|Weight:||1.68 pounds (controller attached), 0.71 (tablet only) |
|Battery||4100 mAh, 8 hour average battery life |
|Operating system:||Android 4.2.2 (Jellybean) shipped with Android 4.1|
The Wikipad was given a 4 and 5 star rating by Consumer Tablet Reports in 2013 placing the tablet in the best buy category, compared to its much larger competitors HP, Samsung, and Dell.
Eurogamer praised the design and open nature, but noted the lack of compelling Android games and launch price.
IGN gave the Wikipad poor reviews taking into consideration the lack of games in its library, flimsy construction, and software that was considered dated, even at the time of the device's release. It concludes that "The Wikipad is a mostly failed attempt at turning an Android tablet into a gaming handheld." 
An aggregation of reviews done by Engadget shows the average review score of the Wikipad to be 59/100. Most reviewers praised the concept of a tablet built for gaming, and the ability to remove the controls was well received. While the design of the tablet was generally viewed as positive, many found the build quality to be lacking. Due to the delays in manufacturing, the Tegra 3 processor was also viewed as "last-gen" compared to the newer Tegra chipset Nvidia had announced before the final launch of the Wikipad, in the end the Tegra 4 release was ultimately delayed and Nvidia apologized to Tegra 3 OEM.
On 9th August 2017, Gamevice filed a lawsuit in California court against Nintendo, alleging their Switch device infringes on patents taken out for the Wikipad 7. The suit calls for damages and asks for a ban on sales of the Switch.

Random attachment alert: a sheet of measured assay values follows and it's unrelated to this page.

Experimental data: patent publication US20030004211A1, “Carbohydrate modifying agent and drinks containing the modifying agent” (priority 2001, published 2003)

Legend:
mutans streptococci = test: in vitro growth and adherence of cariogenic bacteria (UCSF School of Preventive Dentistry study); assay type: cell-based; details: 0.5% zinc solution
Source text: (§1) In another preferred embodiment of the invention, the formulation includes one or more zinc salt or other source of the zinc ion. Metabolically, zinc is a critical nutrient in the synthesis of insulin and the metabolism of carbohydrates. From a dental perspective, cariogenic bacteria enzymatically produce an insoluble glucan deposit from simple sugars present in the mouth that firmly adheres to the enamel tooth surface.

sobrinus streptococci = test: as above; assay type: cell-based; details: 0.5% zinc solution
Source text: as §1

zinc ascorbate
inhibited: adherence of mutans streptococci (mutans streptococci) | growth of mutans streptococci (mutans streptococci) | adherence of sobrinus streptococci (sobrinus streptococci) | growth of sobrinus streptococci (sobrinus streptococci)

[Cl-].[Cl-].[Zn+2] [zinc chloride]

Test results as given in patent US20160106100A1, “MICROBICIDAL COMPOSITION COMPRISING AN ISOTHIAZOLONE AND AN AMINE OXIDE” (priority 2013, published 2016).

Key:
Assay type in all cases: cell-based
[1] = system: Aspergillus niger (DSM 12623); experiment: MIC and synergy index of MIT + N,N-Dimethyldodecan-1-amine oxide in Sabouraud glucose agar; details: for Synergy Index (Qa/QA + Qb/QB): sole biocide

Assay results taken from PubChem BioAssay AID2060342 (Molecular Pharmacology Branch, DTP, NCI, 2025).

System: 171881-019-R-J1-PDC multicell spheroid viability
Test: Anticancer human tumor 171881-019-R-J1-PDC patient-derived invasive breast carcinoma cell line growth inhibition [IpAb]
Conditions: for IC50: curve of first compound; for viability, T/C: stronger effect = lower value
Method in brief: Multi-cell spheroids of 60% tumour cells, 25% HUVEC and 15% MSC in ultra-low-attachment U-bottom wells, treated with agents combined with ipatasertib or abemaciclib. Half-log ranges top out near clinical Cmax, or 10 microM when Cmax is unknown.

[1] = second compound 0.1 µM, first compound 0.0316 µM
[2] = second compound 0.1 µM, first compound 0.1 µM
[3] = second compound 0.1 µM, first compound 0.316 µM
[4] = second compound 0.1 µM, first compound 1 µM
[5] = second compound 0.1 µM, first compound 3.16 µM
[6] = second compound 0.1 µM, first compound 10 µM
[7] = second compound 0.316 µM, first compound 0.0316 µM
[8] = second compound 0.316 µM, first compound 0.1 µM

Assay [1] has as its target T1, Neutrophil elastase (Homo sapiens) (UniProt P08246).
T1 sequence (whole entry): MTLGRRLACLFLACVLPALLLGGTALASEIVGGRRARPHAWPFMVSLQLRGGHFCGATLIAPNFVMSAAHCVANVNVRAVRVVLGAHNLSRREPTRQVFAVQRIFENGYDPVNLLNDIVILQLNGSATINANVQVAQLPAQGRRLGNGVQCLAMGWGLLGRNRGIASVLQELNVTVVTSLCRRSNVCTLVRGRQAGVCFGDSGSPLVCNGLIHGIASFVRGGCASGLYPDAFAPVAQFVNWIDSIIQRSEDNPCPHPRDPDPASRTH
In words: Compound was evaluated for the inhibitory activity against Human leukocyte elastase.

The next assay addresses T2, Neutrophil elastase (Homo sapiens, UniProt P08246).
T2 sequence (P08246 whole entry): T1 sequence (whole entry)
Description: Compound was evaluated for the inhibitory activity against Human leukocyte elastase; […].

None of the features the Switch allegedly infringes on are actually present in the released version of the Wikipad 7 but are considered by Gamevice as derivative. Neither company has given very many details on the court case as of yet. 
- "Gamevice, Inc. v. Nintendo Co., Ltd. et al". insight.rpxcorp.com. Retrieved 2017-08-13.
- WikiPad ties up glasses-free 3D with games controls all in a happy Android ICS package
- Tweet (2012-05-02). "Gaikai partners with Wikipad tablet | GamesIndustry International". Gamesindustry.biz. Retrieved 2012-09-18.
- OnLive and Gaikai functionality still on board for Wikipad
- Robert Nelson. "Wikipad Gamevice controller teased for Android and Windows 8". SlashGear. Retrieved 2014-07-25.
- "Wikipad drops to $199 in the U.S., adds game control mapping tool". Android Central. Retrieved 2014-07-25.
- "Features". Wikipad. Retrieved 2012-09-18.
- "Wikipad announces detachable mobile controller, Gamevice". Polygon. Retrieved 2014-07-25.
- "Specs Revealed for Tegra 3 Armed Cloud Gaming Wikipad". tegrazone.com.
- Kevin Parrish. "Wikipad Gaming Tablet Now in Production". Tomshardware.com. Retrieved 2014-07-25.
- Sawh, Michael (2013-08-29). "Wikipad 7: Performance, Battery Life and Verdict". Trustedreviews.com. Retrieved 2014-07-25.
- McFerran, Damien (2013-09-15). "Wikipad review •". Eurogamer.net. Retrieved 2014-07-25.
- "WikiPad 7-inch review". Engadget. Retrieved 2014-07-25.
- "Nintendo faces lawsuit over the Switch's detachable controllers". Engadget. Retrieved 2017-08-13.